The region of Galicia, in the northwest of Spain, is a hilly region with coastal areas that alternate beautiful rías (submerged valleys where the sea enters the mainland) and rugged cliffs. The climate in Galicia is moderate and rainy, making it the greenest part of Spain. Despite ongoing efforts to modernise Galicia, the area remains strongly agricultural even today, a fact which in a way reinforces the ancestral ties between its inhabitants and the land they live on. Romanesque art (10th-13th century AD), together with Galician baroque, is also one of Galicia’s trademark features, particularly in religious architecture, and is present all over the area in almost every piece of architectural craftsmanship.
Most, if not all of Galician villages, also boast a cruceiro, a roadside stone cross situated atop a stone pillar. Such works of architecture are usually several metres high, and their ornamental details vary from the sober to the exuberant.
The most famous of these crosses, the Cruceiro de Hío, takes its name from the place were it was built, in the municipality of Cangas do Morrazo, in the province of Pontevedra. It is situated a few feet away from the local parish church and it is undoubtedly the most famous, symbolic and elaborate of all Galician cruceiros. Made of a single piece of solid granite and representing various passages of the Bible, the highest part of the cruceiro represents the crucifixion, while the bottom image represents Adam and Eve having been expelled from Paradise. This exquisite work of art was meticulously cut, finished and inaugurated in 1872, and I am proud to say, it was also erected by one of my great-great-grandfather’s relatives.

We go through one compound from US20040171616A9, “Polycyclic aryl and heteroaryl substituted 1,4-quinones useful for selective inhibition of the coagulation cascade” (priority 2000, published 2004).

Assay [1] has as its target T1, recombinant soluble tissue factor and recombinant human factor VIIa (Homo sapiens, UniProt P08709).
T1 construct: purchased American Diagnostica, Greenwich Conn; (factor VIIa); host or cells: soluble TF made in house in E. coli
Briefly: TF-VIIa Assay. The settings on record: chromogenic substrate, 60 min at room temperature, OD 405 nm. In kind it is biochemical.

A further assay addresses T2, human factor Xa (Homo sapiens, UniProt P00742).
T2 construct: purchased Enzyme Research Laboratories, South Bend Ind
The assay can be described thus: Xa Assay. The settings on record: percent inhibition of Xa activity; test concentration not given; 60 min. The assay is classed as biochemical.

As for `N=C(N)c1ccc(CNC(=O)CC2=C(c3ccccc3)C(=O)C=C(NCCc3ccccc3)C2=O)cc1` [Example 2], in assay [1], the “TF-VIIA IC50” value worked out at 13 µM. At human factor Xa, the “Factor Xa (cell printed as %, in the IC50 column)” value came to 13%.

And yet, despite its fame and obvious architectural importance, the true identity of its author remains something of a conundrum. Over the years, many experts and locals have maintained that the author was a man called José Cerviño García (1843-1922), who was my great-great-grandfather’s second cousin. José Cerviño was known to have been a stone cutter from the parish of Aguasantas, in Cotobade, a small village located over an hour’s drive away from Hío (that is, an hour’s drive by modern standards – the distance would of course have been far greater in the late 19th century, when the cruceiro was built). José Cerviño’s claim to fame rests largely upon a left to us by Galician journalist and writer Alfonso Rodríguez Castelao, who confidently stated in the 1950’s: “José Cerviño was a genius, a revolutionary, capable of turning simple cruceiros into large calvaries, similar to those erected in Brittany. He was possessed by his geniality up to the point that he proved more expensive because of the wine he drank than the money he charged“. Naturally, José’s descendants claim to this day that their illustrious ancestor built this architectural marvel, but many other people are still not convinced, due mainly to the lack of evidence that would support José Cerviño’s claim.